Even though the trauma occurs at the ankle, the proximal energy dissipation and injury to the interosseous ligament vary. Associated fractures can be found anywhere from 2 cm above the ankle joint proximally to the fibular head (Maisonneuve fracture).

Whereas a typical ankle sprain is caused by inversion, the mechanism of injury for a syndesmotic injury is dorsiflexion of the ankle or external rotation of the leg or a combination of dorsiflexion and external rotation. A typical pattern involves twisting on a planted foot. Athletes at risk include football linemen who rotate on a planted leg, downhill skiers who dorsiflex in ski boots, and hockey players who push off with the ankle everted and externally rotated.

Examination and Targeted Tests

Classically, a patient who has a high ankle sprain reports point tenderness over the anterolateral tibiofibular joint where the fibers of the anterior tibiofibular ligament are often disrupted. The patient may have pain with passive dorsiflexion of the ankle.

The external rotation stress test and the squeeze test are used to assess the injury (figure 3). Pain closer to the knee during the squeeze test indicates a more severe injury that will take longer to heal. Additional provocative maneuvers can identify the level of injury. The patient may be unable to squat with his or her feet flat, because it is too painful (dorsiflexion-external rotation mechanism). The athlete's symptoms may be exacerbated by sport-specific activity. For example, a football lineman may be unable to push off out of his stance.

Radiologic Evaluation

Standard anteroposterior (AP), lateral, and mortise radiographs of the ankle may be within normal limits. If a high ankle sprain is suspected, AP and lateral views of the entire tibia and fibula should be obtained to rule out an associated proximal fibular fracture.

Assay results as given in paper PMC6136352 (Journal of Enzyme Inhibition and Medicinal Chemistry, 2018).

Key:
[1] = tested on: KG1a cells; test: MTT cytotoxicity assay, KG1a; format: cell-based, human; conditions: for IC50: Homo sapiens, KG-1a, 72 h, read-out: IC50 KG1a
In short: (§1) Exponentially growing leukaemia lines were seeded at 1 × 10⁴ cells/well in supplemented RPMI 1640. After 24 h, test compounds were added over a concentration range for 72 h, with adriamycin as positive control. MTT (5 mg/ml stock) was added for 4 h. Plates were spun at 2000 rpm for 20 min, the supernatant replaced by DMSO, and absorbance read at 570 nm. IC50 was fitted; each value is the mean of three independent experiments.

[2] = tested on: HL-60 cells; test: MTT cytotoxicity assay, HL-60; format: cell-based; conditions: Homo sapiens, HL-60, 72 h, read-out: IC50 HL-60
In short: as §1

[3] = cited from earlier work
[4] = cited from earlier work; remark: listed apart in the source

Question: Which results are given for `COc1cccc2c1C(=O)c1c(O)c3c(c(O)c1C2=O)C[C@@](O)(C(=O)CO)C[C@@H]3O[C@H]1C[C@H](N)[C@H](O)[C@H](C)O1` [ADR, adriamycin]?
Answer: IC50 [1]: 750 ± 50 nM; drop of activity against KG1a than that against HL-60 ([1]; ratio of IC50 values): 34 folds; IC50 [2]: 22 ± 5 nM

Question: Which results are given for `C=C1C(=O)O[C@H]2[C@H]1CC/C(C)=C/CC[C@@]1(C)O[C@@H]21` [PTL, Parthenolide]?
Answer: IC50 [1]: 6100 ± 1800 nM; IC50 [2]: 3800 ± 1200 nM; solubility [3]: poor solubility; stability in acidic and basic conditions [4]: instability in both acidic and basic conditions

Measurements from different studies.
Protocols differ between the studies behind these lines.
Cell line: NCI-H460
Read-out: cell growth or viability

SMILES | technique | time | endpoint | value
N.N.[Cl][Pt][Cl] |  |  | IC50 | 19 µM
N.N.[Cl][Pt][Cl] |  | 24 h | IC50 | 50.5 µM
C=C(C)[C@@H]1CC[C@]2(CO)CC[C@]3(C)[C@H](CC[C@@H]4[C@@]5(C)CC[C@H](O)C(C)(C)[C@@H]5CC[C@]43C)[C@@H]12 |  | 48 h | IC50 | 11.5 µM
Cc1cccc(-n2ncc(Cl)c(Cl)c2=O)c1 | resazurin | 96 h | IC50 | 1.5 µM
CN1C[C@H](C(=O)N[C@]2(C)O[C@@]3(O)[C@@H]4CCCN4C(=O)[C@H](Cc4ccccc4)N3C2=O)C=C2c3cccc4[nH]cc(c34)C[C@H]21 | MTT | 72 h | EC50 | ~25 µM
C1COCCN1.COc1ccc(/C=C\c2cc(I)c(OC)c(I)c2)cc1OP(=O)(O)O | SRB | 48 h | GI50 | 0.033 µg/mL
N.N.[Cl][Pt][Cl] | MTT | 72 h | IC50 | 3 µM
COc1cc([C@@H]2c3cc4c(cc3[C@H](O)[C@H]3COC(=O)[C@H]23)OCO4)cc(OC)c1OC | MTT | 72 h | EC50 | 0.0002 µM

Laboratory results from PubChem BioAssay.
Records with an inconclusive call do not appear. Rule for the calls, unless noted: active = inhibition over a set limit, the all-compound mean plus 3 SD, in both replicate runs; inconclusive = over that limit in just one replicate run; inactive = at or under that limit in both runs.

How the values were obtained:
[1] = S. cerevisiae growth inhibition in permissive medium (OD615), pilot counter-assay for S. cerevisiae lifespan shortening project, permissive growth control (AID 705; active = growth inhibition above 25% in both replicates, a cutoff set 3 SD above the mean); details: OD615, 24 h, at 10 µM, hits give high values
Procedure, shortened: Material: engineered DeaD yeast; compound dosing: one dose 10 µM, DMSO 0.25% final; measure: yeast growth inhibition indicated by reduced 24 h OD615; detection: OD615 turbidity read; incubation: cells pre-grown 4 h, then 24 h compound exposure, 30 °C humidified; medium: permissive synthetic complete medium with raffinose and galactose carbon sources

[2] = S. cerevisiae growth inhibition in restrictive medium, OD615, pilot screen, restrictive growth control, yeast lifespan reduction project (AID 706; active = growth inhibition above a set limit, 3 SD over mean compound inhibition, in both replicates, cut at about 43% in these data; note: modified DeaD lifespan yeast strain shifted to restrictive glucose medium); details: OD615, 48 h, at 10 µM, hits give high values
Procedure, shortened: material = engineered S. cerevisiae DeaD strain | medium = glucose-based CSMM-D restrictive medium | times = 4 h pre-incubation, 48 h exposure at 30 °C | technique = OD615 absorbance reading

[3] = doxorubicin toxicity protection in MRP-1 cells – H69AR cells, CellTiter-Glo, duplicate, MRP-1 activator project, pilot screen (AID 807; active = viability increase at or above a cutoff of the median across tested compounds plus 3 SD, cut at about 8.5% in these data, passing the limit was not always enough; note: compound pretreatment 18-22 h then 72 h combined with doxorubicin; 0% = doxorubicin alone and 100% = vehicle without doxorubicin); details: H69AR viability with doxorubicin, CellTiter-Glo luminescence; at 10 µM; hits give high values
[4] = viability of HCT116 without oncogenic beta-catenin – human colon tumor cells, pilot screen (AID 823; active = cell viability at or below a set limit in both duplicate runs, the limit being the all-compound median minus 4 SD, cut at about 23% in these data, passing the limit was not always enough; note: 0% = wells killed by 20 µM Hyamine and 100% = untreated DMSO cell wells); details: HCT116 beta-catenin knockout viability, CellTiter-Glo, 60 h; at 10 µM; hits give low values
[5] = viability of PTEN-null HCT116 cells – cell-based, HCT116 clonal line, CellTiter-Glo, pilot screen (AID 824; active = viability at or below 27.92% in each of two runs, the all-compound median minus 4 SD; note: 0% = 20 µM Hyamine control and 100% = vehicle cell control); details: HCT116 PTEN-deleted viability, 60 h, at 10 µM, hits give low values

On radiographs, the medial clear space should be of equal width to the weight-bearing tibial talar articular surface and not more than 4 mm on the mortise view. On the AP view, the clear space between the fibula and the peroneal incisura of the tibia (fibular notch of the tibia) should be less than 5.2 mm in women and less than 6.5 mm in men. The tibiofibular overlap should be greater than 2.1 mm in women and more than 5.7 mm in men. Findings outside these parameters indicate syndesmotic injury (figure 4). Syndesmotic injuries may also result in lateral translation of the talus (figure 5).3-7

Special views. Dynamic radiographs are often needed to exhibit the injury. A single-leg, weight-bearing mortise radiograph may more accurately demonstrate instability. Stress radiographs are another way of testing for dynamic instability that is not apparent on plain x-rays. A stress x-ray can be performed by manually applying an external rotational force to the foot while holding the leg stable. A negative stress radiograph under anesthesia may exclude ankle instability.

MRI findings. Every patient with a high ankle sprain does not require magnetic resonance imaging (MRI), but it will define the zone of soft-tissue injury and may detect a talar bone bruise. Bone bruising is associated with longer recovery. Additionally, MRI may help identify injuries to anterior and/or posterior tibiofibular ligaments. If both ligaments are involved, recovery is longer.

Late Sequelae

In addition to recurrent instability, unrecognized syndesmotic injuries with concomitant lateral talar shift place the tibial talar joint at increased risk for the development of posttraumatic arthritis. Other late sequelae include ossification of the interosseous ligament and potential tibiofibular synostosis.8-10

Treatment Tips

The treatment for a grade 1 high ankle sprain does not vary widely from a typical inversion ankle sprain. Initial treatment consists of rest, ice, compression, elevation, and restriction from athletics. Immobilization with a long, semirigid pneumatic stirrup brace that extends to just below the knee is often beneficial. Protected weight bearing may be necessary for up to 3 weeks. The athlete may be able to return to play more rapidly with protective taping and a heel lift.